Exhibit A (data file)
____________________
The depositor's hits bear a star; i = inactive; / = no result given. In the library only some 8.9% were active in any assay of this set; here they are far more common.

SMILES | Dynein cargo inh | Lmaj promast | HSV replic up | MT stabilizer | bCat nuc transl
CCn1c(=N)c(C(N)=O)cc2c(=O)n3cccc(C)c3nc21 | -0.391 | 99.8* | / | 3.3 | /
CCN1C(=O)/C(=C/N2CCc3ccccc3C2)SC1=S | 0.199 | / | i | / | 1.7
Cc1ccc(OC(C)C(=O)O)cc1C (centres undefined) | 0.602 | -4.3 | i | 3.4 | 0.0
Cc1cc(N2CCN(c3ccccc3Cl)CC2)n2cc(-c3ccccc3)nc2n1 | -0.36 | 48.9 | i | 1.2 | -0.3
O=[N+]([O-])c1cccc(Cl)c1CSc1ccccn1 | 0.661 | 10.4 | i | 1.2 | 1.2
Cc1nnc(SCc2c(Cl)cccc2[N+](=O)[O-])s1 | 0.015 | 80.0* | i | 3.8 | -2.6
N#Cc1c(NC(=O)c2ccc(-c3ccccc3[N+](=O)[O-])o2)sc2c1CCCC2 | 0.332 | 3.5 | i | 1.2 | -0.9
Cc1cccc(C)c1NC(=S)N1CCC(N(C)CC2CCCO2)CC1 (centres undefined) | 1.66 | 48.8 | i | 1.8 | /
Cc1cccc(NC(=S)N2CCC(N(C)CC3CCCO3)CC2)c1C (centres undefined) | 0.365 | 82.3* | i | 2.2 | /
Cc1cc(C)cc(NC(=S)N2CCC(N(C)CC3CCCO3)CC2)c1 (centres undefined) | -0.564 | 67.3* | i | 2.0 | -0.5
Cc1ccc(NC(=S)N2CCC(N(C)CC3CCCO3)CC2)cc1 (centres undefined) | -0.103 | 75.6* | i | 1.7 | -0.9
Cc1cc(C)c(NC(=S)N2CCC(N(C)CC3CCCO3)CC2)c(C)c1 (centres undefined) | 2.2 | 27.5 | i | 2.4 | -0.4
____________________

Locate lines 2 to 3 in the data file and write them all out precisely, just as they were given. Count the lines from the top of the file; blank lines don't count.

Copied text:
SMILES | Dynein cargo inh | Lmaj promast | HSV replic up | MT stabilizer | bCat nuc transl
CCn1c(=N)c(C(N)=O)cc2c(=O)n3cccc(C)c3nc21 | -0.391 | 99.8* | / | 3.3 | /